• Welcome to the Chronicle Forums.
    Please complete your profile. The forums and the rest of www.chronofhorse.com has single sign-in, so your log in information for one will automatically work for the other. Disclaimer: The opinions expressed here are the views of the individual and do not necessarily reflect the views and opinions of The Chronicle of the Horse.

Announcement

Collapse

Forum rules and no-advertising policy

As a participant on this forum, it is your responsibility to know and follow our rules. Please read this message in its entirety.

Board Rules

1. You’re responsible for what you say.
As outlined in Section 230 of the Communications Decency Act, The Chronicle of the Horse and its affiliates, as well Jelsoft Enterprises Ltd., the developers of vBulletin, are not legally responsible for statements made in the forums.

This is a public forum viewed by a wide spectrum of people, so please be mindful of what you say and who might be reading it—details of personal disputes are likely better handled privately. While posters are legally responsible for their statements, the moderators may in their discretion remove or edit posts that violate these rules. Users have the ability to modify or delete their own messages after posting, but administrators generally will not delete posts, threads or accounts upon request.

Outright inflammatory, vulgar, harassing, malicious or otherwise inappropriate statements and criminal charges unsubstantiated by a reputable news source or legal documentation will not be tolerated and will be dealt with at the discretion of the moderators.

2. Conversations in horse-related forums should be horse-related.
The forums are a wonderful source of information and support for members of the horse community. While it’s understandably tempting to share information or search for input on other topics upon which members might have a similar level of knowledge, members must maintain the focus on horses.

3. Keep conversations productive, on topic and civil.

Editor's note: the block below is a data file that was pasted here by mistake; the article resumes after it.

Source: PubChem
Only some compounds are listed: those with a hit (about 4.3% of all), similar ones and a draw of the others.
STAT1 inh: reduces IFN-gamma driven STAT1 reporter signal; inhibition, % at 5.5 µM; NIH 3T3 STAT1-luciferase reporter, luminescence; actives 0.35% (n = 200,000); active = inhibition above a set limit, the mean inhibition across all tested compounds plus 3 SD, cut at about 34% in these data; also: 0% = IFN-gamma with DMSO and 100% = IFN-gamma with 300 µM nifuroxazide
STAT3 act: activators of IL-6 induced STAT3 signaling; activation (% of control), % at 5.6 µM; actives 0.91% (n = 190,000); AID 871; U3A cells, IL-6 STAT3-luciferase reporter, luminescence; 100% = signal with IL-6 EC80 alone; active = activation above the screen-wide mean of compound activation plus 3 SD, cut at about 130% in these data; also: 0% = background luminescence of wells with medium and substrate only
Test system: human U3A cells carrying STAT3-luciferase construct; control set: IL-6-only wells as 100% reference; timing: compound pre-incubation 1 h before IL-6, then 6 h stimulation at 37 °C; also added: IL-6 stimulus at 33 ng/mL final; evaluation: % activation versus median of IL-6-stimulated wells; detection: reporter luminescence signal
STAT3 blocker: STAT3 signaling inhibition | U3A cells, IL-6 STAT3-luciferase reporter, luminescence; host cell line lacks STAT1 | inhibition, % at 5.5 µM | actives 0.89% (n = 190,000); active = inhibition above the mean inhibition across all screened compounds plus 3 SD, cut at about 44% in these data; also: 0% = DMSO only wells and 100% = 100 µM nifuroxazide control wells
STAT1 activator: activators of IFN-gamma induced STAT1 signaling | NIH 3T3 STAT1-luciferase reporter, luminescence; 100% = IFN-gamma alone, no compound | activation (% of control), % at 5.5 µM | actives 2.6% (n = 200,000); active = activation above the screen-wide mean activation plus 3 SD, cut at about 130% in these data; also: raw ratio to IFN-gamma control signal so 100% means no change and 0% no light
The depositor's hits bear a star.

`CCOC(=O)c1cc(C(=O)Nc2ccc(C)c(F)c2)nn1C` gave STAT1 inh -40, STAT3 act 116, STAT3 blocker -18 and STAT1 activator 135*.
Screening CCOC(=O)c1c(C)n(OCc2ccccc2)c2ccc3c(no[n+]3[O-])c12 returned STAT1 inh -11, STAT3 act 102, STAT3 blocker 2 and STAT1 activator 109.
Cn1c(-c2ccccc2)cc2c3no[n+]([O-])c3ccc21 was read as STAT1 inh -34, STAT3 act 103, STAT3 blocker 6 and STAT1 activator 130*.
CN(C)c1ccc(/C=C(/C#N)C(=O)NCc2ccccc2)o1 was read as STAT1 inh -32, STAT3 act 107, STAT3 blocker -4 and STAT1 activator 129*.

Discussion and disagreement are inevitable and encouraged; personal insults, diatribes and sniping comments are unproductive and unacceptable. Whether a subject is light-hearted or serious, keep posts focused on the current topic and of general interest to other participants of that thread. Utilize the private message feature or personal email where appropriate to address side topics or personal issues not related to the topic at large.

4. No advertising in the discussion forums.
Posts in the discussion forums directly or indirectly advertising horses, jobs, items or services for sale or wanted will be removed at the discretion of the moderators. Use of the private messaging feature or email addresses obtained through users’ profiles for unsolicited advertising is not permitted.

Company representatives may participate in discussions and answer questions about their products or services, or suggest their products on recent threads if they fulfill the criteria of a query. False "testimonials" provided by company affiliates posing as general consumers are not appropriate, and self-promotion of sales, ad campaigns, etc. through the discussion forums is not allowed.

Paid advertising is available on our classifieds site and through the purchase of banner ads. The tightly monitored Giveaways forum permits free listings of genuinely free horses and items available or wanted (on a limited basis). Items offered for trade are not allowed.

Advertising Policy Specifics
When in doubt of whether something you want to post constitutes advertising, please contact a moderator privately in advance for further clarification. Refer to the following points for general guidelines:

Horses – Only general discussion about the buying, leasing, selling and pricing of horses is permitted. If the post contains, or links to, the type of specific information typically found in a sales or wanted ad, and it’s related to a horse for sale, regardless of who’s selling it, it doesn’t belong in the discussion forums.